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Posthaste: Gen Z, millennials relying on 'bank of mom and dad' to meet financial goals

·7 min read
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Good morning!

A majority of young Canadians are relying on the “bank of mom and dad” to meet their financial goals, according to a new study by Edward Jones Canada.

In fact, over half (55 per cent) of generation Z and millennials (aged 18-34) need a financial inheritance or windfall to reach their goals, according to the survey. That’s 13 per cent higher than the national average.

But while the younger generations are most likely to receive a wealth transfer, they are also the most likely to give one. The study found that 14 per cent of the younger cohorts have initiated a wealth transfer since the beginning of the COVID-19 pandemic in March 2020. That’s in comparison to just one per cent of those aged 35-54 and four per cent of those aged 55 and above.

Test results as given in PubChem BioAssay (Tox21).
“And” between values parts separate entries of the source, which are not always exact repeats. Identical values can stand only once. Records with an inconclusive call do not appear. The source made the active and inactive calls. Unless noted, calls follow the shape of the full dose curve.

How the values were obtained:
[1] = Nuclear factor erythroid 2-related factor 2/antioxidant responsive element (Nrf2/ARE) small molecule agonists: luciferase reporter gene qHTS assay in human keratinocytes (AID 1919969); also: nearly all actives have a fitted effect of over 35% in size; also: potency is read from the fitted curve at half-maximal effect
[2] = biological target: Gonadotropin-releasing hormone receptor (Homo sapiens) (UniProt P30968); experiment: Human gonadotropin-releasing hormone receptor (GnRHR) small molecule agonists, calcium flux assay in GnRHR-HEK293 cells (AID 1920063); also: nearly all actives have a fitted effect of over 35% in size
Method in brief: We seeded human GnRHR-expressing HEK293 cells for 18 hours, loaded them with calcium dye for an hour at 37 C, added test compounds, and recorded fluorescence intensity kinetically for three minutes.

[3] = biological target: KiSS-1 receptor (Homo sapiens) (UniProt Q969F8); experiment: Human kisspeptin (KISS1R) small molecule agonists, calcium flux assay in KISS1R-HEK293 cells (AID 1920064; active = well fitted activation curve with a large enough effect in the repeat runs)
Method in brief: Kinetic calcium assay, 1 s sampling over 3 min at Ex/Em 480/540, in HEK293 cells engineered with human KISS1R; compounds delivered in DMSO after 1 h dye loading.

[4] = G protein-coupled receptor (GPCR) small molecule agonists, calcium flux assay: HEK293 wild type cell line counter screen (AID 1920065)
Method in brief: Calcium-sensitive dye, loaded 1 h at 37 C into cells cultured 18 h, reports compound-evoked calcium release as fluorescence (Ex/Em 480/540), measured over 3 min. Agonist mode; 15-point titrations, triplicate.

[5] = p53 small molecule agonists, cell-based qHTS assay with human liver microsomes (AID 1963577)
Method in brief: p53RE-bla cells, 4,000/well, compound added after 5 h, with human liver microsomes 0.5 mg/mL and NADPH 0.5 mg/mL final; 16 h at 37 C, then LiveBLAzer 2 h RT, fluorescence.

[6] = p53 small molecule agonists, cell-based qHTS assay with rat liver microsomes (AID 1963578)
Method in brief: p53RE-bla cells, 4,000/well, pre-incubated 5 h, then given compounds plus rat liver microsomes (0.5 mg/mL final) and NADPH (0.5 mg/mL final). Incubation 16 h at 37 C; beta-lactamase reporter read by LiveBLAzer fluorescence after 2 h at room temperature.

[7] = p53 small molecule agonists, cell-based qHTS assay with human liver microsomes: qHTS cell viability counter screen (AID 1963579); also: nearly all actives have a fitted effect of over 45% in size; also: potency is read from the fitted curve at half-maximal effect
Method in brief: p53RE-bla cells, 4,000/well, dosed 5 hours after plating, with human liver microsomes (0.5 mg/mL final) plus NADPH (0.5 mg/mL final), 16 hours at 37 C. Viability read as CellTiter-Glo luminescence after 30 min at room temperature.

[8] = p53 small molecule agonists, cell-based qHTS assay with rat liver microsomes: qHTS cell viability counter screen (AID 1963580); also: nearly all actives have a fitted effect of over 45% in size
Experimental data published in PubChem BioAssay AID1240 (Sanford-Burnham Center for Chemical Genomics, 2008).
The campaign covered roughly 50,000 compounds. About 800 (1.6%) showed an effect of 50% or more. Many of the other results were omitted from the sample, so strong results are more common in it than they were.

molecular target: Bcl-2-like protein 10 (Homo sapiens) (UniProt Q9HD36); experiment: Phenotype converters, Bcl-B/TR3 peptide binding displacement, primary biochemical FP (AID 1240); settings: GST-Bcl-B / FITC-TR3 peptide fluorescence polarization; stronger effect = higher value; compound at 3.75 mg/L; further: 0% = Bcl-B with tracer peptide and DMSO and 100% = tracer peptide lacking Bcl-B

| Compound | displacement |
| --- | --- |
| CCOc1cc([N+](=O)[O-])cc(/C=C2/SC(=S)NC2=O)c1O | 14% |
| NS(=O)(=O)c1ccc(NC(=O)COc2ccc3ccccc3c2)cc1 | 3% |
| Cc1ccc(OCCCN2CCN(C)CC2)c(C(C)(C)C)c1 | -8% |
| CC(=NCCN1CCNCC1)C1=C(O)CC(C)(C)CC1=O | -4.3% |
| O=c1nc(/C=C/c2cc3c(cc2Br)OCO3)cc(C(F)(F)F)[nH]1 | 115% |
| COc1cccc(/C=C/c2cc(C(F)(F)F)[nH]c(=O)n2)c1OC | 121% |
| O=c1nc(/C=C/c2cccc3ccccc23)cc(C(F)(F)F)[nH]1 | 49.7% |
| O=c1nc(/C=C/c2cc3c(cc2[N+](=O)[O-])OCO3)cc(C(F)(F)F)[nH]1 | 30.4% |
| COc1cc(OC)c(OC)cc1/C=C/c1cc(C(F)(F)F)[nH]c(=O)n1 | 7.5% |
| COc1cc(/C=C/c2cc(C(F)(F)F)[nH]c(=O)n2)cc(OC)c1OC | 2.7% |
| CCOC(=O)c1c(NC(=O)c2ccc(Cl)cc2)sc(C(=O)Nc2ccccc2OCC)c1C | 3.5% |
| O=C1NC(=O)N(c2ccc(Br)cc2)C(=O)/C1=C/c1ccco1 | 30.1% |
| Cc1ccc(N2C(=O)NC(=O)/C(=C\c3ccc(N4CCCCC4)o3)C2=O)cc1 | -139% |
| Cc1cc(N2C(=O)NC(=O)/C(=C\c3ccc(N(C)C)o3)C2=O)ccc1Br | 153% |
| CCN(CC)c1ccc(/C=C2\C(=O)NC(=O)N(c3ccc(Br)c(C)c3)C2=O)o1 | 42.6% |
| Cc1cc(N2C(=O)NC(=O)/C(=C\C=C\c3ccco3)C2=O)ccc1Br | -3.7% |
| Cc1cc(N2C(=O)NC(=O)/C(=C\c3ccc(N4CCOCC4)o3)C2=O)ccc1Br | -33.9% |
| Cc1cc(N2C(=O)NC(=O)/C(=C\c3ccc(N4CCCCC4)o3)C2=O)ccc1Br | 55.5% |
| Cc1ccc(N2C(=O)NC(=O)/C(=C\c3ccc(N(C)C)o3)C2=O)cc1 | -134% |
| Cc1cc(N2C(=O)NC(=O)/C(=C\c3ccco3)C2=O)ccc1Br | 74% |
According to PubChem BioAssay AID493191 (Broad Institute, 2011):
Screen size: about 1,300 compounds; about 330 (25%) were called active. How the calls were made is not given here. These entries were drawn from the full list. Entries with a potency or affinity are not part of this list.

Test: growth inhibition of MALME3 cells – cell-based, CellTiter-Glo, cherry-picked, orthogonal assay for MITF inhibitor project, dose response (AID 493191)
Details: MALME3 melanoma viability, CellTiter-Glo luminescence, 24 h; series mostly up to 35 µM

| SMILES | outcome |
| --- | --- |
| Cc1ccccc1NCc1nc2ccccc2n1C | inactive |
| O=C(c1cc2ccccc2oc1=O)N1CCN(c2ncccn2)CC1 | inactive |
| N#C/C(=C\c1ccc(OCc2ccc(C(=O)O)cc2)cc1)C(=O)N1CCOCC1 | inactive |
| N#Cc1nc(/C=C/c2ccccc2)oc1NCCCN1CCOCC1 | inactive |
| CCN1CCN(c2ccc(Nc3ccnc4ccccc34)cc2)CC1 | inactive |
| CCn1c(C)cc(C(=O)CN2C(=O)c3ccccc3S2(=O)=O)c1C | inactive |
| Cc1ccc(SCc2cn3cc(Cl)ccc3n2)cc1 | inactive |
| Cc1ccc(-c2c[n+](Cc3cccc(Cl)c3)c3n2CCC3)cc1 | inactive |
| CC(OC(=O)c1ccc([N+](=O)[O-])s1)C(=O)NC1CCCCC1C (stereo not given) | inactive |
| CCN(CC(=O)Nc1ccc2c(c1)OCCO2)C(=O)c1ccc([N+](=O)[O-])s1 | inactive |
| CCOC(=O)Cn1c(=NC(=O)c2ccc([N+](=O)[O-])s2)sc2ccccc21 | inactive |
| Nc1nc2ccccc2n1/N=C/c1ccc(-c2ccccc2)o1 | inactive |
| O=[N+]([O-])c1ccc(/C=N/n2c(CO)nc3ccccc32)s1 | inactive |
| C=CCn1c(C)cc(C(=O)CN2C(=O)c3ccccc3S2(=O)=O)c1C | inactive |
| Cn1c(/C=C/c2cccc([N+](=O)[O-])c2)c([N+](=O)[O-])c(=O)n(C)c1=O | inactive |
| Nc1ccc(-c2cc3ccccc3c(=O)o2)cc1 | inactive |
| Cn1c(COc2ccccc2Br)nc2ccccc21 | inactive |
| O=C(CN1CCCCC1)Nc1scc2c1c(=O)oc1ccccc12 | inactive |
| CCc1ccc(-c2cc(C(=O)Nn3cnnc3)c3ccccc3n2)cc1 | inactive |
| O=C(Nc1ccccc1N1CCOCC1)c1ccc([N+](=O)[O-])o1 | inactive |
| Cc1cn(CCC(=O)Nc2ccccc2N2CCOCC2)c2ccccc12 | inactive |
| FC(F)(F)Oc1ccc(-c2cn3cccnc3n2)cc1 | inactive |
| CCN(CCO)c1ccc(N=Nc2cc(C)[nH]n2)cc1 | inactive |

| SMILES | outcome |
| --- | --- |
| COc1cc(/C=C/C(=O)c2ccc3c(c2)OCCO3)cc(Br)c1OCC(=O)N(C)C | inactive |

“We’ve all heard about the ‘bank of mom and dad’ supporting the younger generation through wealth transfer, but our data demonstrates a strong willingness from the younger generation to return the favour,” Julie Petrera, senior strategist of client needs at Edward Jones Canada, said in a press release. “It is a timely reminder that our strategic approach to finances shouldn’t be defined by what’s considered normal or traditional, but by what matters most to you. Your unique circumstances, goals, and priorities should be the foundation for these significant financial decisions.”

Overall, a quarter of gen Z and millennials have given and/or received a wealth transfer since the start of the pandemic, which is 11 per cent above the national average.